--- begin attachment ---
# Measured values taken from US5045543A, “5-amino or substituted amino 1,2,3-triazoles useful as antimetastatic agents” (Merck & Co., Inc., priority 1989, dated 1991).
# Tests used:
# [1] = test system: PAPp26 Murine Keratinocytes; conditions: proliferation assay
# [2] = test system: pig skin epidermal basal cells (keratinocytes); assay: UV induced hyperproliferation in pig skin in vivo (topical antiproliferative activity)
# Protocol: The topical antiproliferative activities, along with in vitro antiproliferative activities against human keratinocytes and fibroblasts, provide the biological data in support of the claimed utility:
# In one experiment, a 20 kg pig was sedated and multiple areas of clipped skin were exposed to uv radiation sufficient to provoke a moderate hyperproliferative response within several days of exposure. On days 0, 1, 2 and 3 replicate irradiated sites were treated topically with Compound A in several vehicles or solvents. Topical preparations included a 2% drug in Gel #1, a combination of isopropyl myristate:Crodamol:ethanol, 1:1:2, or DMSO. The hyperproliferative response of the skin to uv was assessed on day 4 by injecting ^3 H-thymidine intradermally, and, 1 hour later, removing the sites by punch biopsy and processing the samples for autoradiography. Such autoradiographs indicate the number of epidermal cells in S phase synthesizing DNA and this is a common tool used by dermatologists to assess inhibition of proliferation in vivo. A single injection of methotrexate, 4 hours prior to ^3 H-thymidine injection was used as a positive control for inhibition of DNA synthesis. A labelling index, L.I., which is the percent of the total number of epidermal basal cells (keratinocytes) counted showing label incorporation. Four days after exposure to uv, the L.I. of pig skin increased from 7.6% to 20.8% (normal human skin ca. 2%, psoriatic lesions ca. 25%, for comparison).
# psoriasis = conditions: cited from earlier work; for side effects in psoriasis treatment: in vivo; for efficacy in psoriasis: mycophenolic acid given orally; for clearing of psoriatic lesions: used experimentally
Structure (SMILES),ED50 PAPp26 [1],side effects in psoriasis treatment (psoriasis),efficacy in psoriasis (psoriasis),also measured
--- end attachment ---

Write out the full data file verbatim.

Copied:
# Measured values taken from US5045543A, “5-amino or substituted amino 1,2,3-triazoles useful as antimetastatic agents” (Merck & Co., Inc., priority 1989, dated 1991).
# Tests used:
# [1] = test system: PAPp26 Murine Keratinocytes; conditions: proliferation assay
# [2] = test system: pig skin epidermal basal cells (keratinocytes); assay: UV induced hyperproliferation in pig skin in vivo (topical antiproliferative activity)
# Protocol: The topical antiproliferative activities, along with in vitro antiproliferative activities against human keratinocytes and fibroblasts, provide the biological data in support of the claimed utility:
# In one experiment, a 20 kg pig was sedated and multiple areas of clipped skin were exposed to uv radiation sufficient to provoke a moderate hyperproliferative response within several days of exposure. On days 0, 1, 2 and 3 replicate irradiated sites were treated topically with Compound A in several vehicles or solvents. Topical preparations included a 2% drug in Gel #1, a combination of isopropyl myristate:Crodamol:ethanol, 1:1:2, or DMSO. The hyperproliferative response of the skin to uv was assessed on day 4 by injecting ^3 H-thymidine intradermally, and, 1 hour later, removing the sites by punch biopsy and processing the samples for autoradiography. Such autoradiographs indicate the number of epidermal cells in S phase synthesizing DNA and this is a common tool used by dermatologists to assess inhibition of proliferation in vivo. A single injection of methotrexate, 4 hours prior to ^3 H-thymidine injection was used as a positive control for inhibition of DNA synthesis. A labelling index, L.I., which is the percent of the total number of epidermal basal cells (keratinocytes) counted showing label incorporation. Four days after exposure to uv, the L.I. of pig skin increased from 7.6% to 20.8% (normal human skin ca. 2%, psoriatic lesions ca. 25%, for comparison).
# psoriasis = conditions: cited from earlier work; for side effects in psoriasis treatment: in vivo; for efficacy in psoriasis: mycophenolic acid given orally; for clearing of psoriatic lesions: used experimentally
Structure (SMILES),ED50 PAPp26 [1],side effects in psoriasis treatment (psoriasis),efficacy in psoriasis (psoriasis),also measured